I can’t help but think about the grades I didn’t get. Dr. Cho’s awful political science class, where out of 90 examinees, only 10 got an A and 60% of the class got a C or lower. Or Dr. Yu’s class, where despite not speaking intelligible English, he also managed to fail utterly at genuine instruction of students. I sure wish he’d focused more on regression analysis. That was almost fun. (A mate in the econ department, and a data set from a professor in Florida helped me pass.) Still, it was cool to have the lead SEC football kicker in the class with me. That Finance 300 class was an absolute beast too…the first time I ever failed a test.
I remember Dr. Dahlstrom’s class, and how much like a politician he looked on stage, and how our final exam review was interrupted by a student proposing to his girlfriend. I could tell stories about half the professors, instructors and teaching assistants in the business department, and probably most of the political science professors. I’m still friends with many of them.
The classes I enjoyed the most are the ones that sparked creative streaks in my mind, to the point where I was furiously jotting down notes to myself for later; thoughts about blog entries, articles, arguments, philosophies, new insights on debate points I’ve shared, and so forth. Big Questions. They weren’t always related to the class material, but the class was clearly igniting the animus of the brain. In particular, my debate class of my final year. The professor had a way of plucking out abstract concepts of argumentation and rhetoric and crystallizing them inside a concrete frame of discussion, like a scientist putting an actual specimen under the microscope for investigation.
During my junior year, I was suddenly catapulted into some measure of public figure status, when I joined forces with Students for Concealed Carry on Campus. The idea was novel and not always well-received, but it led to local TV and radio appearances, a newspaper article about me in one of the state’s biggest papers, a position conducting media interviews, live radio appearances (at least one to a nationwide audience), a small amount of notoriety on campus, a conference in Washington DC, legislative efforts across multiple states, and eventually, a spot on the Board of Directors. That’s all been awesome, and it’s barely the beginning.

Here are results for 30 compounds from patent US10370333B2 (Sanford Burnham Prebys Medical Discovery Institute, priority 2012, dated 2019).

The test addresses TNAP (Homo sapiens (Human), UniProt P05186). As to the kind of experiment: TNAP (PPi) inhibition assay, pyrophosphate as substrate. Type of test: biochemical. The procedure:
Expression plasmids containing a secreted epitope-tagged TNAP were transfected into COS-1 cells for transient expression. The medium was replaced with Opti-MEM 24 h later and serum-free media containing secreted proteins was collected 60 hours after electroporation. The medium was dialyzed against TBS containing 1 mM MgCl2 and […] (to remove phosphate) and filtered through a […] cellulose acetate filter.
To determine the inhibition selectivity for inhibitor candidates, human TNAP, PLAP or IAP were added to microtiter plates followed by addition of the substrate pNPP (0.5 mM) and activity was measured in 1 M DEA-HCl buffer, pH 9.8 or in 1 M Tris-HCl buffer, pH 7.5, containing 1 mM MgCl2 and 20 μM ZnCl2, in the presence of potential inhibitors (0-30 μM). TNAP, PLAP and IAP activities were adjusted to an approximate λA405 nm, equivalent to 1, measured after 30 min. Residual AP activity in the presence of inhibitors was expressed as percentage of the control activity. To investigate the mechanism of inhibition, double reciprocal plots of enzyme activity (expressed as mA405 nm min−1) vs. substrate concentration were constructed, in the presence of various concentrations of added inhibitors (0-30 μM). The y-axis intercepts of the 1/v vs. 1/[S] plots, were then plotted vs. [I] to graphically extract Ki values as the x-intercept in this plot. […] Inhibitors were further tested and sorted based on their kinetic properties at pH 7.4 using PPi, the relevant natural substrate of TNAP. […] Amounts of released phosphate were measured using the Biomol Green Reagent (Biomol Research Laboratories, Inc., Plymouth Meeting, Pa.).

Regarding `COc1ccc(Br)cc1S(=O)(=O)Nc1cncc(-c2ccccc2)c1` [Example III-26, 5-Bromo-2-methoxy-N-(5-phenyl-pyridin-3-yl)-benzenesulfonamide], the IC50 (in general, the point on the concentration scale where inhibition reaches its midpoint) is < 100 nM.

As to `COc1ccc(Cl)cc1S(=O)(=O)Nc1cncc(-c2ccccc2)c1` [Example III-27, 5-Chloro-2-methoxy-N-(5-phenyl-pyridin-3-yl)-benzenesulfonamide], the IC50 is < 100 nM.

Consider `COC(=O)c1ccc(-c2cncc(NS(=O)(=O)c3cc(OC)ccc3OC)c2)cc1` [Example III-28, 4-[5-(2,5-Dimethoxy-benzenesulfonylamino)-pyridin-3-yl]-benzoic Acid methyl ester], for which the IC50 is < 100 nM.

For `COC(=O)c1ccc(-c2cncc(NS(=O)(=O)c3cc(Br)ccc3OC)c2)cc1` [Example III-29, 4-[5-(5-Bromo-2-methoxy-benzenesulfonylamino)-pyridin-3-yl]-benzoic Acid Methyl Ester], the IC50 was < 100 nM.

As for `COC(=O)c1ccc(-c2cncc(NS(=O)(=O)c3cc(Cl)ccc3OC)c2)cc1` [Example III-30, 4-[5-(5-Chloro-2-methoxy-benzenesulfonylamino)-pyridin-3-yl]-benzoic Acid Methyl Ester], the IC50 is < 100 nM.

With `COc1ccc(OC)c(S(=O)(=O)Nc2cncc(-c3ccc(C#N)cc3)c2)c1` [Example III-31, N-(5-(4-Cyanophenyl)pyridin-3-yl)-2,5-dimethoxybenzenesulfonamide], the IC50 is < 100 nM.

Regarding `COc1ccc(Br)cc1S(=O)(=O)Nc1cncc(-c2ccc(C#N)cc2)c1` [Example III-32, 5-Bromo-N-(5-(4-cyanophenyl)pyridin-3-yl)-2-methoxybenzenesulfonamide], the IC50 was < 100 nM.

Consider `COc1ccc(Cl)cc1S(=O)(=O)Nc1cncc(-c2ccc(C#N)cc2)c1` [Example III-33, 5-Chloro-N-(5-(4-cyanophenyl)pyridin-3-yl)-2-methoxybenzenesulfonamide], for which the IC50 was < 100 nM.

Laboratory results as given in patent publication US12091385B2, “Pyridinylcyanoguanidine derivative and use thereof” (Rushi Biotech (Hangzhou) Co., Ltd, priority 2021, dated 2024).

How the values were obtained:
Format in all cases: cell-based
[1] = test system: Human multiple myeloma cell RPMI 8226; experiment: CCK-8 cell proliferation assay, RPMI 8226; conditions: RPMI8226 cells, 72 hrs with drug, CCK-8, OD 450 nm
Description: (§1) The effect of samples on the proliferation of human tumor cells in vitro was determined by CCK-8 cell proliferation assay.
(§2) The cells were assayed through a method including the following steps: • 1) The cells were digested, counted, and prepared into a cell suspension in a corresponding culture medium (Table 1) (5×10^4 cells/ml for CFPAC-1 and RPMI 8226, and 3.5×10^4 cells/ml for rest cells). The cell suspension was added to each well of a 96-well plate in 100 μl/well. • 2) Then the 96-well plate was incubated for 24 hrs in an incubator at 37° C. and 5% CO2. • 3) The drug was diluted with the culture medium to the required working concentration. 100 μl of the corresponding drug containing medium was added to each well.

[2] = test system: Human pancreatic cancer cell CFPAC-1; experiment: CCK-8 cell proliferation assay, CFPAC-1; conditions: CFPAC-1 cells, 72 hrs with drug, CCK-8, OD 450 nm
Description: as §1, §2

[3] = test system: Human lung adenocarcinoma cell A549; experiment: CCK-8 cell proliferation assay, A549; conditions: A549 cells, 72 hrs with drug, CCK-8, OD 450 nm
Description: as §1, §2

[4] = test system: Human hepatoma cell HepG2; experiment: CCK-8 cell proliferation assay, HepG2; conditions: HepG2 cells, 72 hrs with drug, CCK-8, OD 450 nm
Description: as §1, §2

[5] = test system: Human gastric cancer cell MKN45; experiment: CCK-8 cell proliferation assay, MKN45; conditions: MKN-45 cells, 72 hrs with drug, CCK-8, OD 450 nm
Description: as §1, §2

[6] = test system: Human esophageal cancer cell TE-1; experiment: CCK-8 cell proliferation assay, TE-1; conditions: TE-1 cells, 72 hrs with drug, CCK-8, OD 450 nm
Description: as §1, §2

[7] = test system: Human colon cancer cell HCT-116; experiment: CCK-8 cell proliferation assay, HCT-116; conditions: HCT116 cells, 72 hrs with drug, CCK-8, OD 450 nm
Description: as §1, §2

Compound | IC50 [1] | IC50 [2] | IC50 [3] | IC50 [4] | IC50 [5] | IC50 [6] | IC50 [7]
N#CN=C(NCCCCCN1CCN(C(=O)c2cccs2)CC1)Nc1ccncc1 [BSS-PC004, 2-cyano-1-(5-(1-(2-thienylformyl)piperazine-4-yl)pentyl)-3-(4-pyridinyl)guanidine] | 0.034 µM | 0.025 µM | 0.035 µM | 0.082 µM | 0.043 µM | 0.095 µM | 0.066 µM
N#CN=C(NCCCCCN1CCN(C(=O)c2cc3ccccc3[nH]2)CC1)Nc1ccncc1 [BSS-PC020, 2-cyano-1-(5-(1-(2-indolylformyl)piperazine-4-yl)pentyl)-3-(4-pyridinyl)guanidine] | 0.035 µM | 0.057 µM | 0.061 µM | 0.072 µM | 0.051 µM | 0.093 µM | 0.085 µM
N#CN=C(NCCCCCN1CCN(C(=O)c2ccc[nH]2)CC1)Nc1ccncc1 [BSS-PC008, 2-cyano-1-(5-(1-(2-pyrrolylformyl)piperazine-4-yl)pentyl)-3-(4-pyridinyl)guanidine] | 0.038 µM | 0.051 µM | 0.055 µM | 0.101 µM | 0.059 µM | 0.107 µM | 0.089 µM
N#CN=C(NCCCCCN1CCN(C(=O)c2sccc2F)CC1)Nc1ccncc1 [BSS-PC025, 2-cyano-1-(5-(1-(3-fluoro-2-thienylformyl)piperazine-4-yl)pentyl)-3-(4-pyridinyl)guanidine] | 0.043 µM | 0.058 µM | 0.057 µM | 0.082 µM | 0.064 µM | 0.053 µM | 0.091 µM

I’m also relieved. Mostly because, thanks to the fact that I transferred from the community college to the university just as the two were engaging in a corporate divorce, I had multiple loose ends to sew up…including proving to the college that I actually did take English 101. (One would think that when I take 200 level English courses for which ENG101 is prereq, it would be no great leap to assume I took 101.) I had to take some Microsoft Office certifications during that last year, approve a writing sample for a 2nd Tier English Writing Requirement, a CLEP test for sociology, and all sorts of fun details…on top of law school applications.
But transcending all the individual thoughts is the idea that I’ve actually done it. I’ve survived that beast men call “college” and I’ve conquered it. Better than that, I’ve excelled, and in a business program that required its fair share of difficult math classes.
Yet, I notice when you read the biographies of important figures past or present, the college degree – this great four-year struggle to get educated, enlightened and experienced in the Ways of the World – is mentioned only in passing, if it’s mentioned at all. Despite all the emphasis placed on this sacred education, in the end it’s little more than a springboard out into the Real World.
Fortunately, through various different experiences detailed in this blog entry and others, I feel myself more than capable of taking on the adventures that lie ahead. One of which may simply be to reenter the academic environment at a higher level…law school.
Bring it on.
"Many a venture herebefore
Hath fallen such as this;
May He that bore the grown of thorn
Bring us unto His bliss."